Although the construction was never finished, Holmes was able to successfully take possession of many free stuffs including furniture, building materials, and an unfinished building that could later convince his victims about his “great” plans.
The shady project that Holmes called “World’s Fair Hotel” was described as queer by Chicago Tribune in a 1937 article, further adding that it had “chimneys stuck out where chimneys should never stick out”. Its stairways ended nowhere in particular, winding passages brought the uninitiated with a frightful jerk back to where they had started from.
They called it mysterious and crooked, as distorted as the serial killer’s mind, with rooms with no doors and doors with no rooms, some being soundproofed, totally stuff of nightmares.
The thing with this murder castle was that Holmes was the only person who knew how it actually worked. It was kind of a maze, a real horror house that made no sense to a normal human being.
It was this mad kind of place which allowed Holmes to lure many young women to his ‘castle’ to stay. No one knows what exactly he said to those women or what kind of game he played, not even how many of those he actually killed, because the man who was married to three women at the same time was a con man in the skin of what many believed, to be a prestigious man.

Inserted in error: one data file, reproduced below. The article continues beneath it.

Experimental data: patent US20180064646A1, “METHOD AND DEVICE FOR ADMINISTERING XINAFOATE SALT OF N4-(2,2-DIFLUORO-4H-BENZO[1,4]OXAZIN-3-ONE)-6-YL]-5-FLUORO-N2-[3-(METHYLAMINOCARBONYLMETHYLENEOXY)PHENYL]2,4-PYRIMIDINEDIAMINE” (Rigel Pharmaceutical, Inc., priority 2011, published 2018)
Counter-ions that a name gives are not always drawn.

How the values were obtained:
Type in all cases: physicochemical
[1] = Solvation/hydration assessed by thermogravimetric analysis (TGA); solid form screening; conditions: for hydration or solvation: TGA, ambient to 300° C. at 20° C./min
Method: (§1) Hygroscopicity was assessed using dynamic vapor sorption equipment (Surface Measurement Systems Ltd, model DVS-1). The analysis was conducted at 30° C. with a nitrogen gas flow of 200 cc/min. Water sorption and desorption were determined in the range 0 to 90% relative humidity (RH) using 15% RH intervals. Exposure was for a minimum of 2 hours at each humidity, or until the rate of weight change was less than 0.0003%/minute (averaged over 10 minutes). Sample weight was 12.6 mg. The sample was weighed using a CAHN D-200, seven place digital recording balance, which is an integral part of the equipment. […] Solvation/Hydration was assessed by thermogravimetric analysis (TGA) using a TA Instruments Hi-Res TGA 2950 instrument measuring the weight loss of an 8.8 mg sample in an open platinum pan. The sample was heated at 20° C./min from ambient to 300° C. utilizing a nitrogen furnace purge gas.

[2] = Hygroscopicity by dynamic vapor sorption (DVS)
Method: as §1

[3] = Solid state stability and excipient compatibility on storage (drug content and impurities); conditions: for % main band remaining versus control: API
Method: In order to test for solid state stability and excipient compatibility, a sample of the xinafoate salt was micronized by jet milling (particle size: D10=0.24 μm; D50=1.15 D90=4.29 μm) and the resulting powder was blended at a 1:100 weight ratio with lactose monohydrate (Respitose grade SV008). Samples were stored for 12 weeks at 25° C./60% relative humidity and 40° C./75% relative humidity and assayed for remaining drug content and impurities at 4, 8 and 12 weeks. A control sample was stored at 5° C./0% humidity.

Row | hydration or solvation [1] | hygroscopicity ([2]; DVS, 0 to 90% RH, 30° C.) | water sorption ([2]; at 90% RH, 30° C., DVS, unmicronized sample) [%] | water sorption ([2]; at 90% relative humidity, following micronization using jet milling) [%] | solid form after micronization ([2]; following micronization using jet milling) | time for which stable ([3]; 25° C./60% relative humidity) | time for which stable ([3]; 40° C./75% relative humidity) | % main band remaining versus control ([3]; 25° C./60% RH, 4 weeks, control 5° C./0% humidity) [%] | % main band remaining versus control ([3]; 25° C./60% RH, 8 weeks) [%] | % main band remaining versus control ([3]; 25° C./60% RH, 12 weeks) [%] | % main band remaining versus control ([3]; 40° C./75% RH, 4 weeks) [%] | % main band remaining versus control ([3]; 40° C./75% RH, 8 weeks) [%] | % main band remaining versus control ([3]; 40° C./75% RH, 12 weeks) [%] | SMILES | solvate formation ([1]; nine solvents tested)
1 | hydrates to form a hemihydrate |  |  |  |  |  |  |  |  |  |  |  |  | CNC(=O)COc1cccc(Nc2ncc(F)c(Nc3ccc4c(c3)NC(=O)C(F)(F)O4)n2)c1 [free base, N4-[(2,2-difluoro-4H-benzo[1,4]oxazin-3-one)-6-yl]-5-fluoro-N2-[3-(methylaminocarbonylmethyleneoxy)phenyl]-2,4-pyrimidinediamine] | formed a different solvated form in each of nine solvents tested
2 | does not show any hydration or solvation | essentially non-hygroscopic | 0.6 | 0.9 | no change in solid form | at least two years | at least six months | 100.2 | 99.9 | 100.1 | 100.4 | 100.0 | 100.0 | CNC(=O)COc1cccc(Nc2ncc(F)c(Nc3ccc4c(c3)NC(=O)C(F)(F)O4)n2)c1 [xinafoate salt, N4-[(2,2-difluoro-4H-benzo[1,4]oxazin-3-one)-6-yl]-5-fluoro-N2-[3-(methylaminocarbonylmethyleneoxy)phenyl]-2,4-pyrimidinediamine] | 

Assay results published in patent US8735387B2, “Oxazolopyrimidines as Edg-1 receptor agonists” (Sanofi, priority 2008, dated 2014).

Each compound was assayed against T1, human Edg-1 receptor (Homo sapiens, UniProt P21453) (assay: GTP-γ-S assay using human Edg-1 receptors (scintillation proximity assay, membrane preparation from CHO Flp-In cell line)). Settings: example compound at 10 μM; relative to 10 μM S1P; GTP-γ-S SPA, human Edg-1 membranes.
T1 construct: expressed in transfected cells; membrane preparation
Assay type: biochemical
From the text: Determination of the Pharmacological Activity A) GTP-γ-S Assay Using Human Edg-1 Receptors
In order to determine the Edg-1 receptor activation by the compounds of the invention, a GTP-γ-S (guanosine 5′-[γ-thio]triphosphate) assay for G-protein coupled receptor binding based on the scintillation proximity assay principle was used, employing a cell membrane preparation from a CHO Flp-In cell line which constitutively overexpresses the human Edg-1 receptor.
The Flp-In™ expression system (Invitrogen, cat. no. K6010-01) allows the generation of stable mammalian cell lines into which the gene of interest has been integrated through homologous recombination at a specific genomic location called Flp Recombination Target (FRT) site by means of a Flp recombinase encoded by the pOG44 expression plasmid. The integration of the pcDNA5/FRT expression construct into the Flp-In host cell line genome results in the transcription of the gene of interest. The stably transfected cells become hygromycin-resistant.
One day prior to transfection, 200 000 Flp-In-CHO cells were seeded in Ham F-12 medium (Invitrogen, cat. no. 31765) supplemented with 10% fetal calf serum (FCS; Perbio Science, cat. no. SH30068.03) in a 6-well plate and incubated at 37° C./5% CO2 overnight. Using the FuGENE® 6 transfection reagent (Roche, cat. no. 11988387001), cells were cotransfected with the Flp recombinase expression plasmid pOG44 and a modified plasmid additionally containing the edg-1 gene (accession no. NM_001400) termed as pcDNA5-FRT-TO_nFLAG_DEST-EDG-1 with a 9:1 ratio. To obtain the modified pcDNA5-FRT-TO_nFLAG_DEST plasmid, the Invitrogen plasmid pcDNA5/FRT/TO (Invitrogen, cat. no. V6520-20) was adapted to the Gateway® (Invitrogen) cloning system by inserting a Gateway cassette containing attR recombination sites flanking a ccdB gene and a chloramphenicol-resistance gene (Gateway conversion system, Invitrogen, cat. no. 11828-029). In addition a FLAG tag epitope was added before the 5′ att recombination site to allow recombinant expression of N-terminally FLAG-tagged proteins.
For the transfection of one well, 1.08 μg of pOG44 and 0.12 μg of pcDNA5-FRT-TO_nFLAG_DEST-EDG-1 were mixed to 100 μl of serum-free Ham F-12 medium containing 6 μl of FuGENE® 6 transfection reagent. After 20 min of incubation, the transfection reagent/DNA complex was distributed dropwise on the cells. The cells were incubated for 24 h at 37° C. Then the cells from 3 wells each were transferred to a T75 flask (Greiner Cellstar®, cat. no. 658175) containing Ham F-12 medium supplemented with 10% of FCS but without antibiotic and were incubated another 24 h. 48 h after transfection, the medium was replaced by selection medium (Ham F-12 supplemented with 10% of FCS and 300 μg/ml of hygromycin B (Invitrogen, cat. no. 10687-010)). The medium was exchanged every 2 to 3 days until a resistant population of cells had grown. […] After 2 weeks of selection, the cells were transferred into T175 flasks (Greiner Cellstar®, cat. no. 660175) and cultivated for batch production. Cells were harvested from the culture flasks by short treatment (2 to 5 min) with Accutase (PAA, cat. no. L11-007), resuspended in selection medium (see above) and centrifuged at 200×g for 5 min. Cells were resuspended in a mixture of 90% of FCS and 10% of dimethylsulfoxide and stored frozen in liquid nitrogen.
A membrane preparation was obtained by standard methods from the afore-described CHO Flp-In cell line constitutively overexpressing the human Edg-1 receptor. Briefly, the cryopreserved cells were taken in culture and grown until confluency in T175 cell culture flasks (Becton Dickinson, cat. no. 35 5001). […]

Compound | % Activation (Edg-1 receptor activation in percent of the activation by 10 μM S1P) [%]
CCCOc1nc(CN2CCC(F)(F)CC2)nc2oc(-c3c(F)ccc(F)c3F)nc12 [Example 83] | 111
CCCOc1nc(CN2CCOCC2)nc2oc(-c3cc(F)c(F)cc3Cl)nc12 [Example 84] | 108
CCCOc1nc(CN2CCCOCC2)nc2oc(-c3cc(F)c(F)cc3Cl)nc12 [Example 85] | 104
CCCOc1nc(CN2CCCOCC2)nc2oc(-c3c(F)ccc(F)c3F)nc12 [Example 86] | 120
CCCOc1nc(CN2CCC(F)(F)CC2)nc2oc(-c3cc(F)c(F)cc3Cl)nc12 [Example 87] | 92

So what was the purpose of this “Murder Castle” in the first place ? Why Holmes got it build the way it was ? Well, the answer to these questions were revealed only after the Holmes’ arrest in 1894.
Apparently, it was found that Holmes was using his castle in different ways to torture his guests turned victims, only to finally kill them in ways one cannot imagine. In some cases, he would trap the victims into airtight rooms, with only a hole that connects to a gas pipeline. After the victim dies of suffocation, a chute will release the body leading to the basement where Holmes will be ready with his surgical table to dissect the body, remove the organs and later sell those to the black market and even to medical institution.
The Beginning of Murders
Holmes is known for being a bigamist, and often lured young women into his dungeon. It was either his charm or as some speculate to being a hypnotists that he was able to make women stay with him overnight, without knowing how their life will end up.